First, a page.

Winter arts guide

TV Critic’s Corner

Judith Light shines in yet another role

Judith Light in “The Assassination of Gianni Versace: American Crime Story.”
Matt Dinerstein/FX
Judith Light in “The Assassination of Gianni Versace: American Crime Story.”

I remember Judith Light from her days on “One Life to Live,” when she brought the character of Karen Wolek from prostitution to the witness protection program in Canada, where, I imagine, she continues to thrive.

Since those days, Light has done all kinds of material, from the flimsy — “Who’s the Boss?” and the “Dallas” reboot — to the formidable, including the stage show “Wit” in 1999 and a pair of back-to-back Tony-winning performances in Broadway shows in 2012 and 2013. Lately, I’ve loved her in “Transparent,” as Shelly Pfefferman.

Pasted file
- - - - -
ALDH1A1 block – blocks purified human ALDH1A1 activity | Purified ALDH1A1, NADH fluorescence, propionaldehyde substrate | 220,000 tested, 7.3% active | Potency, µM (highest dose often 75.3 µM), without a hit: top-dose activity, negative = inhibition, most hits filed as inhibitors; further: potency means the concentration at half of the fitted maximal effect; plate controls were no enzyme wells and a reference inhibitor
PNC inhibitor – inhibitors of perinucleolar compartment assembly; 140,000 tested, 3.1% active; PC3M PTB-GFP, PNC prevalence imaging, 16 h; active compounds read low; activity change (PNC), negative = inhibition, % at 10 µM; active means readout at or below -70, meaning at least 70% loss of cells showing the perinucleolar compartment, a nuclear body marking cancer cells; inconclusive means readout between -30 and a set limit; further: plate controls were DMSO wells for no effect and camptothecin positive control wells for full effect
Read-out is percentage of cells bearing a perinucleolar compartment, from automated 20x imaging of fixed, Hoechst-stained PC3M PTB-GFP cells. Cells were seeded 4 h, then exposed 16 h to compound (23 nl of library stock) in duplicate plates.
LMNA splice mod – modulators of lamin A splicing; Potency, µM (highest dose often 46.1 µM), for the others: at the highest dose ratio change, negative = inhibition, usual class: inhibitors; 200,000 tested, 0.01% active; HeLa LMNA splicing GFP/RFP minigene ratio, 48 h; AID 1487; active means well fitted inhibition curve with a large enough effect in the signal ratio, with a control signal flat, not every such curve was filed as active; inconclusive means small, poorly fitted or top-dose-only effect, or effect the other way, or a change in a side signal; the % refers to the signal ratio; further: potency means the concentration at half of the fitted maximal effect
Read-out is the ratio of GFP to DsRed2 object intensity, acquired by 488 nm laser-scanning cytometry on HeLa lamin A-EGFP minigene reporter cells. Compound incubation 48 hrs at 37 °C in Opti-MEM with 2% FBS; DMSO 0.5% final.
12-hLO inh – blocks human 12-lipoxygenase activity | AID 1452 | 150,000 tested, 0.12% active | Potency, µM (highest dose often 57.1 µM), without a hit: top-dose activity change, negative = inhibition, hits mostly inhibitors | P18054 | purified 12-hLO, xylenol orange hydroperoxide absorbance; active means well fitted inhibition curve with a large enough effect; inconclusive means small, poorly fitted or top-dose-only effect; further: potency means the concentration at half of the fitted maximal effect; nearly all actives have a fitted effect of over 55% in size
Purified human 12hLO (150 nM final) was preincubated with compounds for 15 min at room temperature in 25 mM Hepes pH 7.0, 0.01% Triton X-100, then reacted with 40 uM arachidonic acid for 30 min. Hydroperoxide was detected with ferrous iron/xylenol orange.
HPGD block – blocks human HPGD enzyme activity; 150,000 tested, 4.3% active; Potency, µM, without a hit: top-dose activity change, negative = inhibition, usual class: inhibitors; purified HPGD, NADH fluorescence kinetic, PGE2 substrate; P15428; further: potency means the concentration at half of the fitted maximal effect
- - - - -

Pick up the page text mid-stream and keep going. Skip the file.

On Wednesday night, Light delivers yet another remarkable performance, in FX’s “The Assassination of Gianni Versace: American Crime Story,” alongside Mike Farrell. She is Marilyn Miglin, the wife of Farrell’s Lee Miglin, a Chicago real estate tycoon. One weekend, when Marilyn is out of town filming an infomercial for her successful line of cosmetics, the closeted Lee has Andrew Cunanan over to their deluxe apartment for a date. It doesn’t end well, as you can imagine, with Farrell (who absolutely must play Joe Biden someday) winding up dead on the garage floor surrounded by gay magazines carefully placed there by Cunanan.

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Marilyn returns to the crime scene, and her denial about her husband only escalates. Watching Light play out this powerful woman’s refusal to take in the truth is heartbreaking. She gives us a spouse waging a quiet, stoic war against her loss and her humiliation. She has roused all of her strength in service of their social reputation.

This tense series goes deep on Cunanan, but it simultaneously makes the victims — and, in this case, their family — into full human beings.

Matthew Gilbert can be reached at gilbert@globe.com. Follow him on Twitter @MatthewGilbert.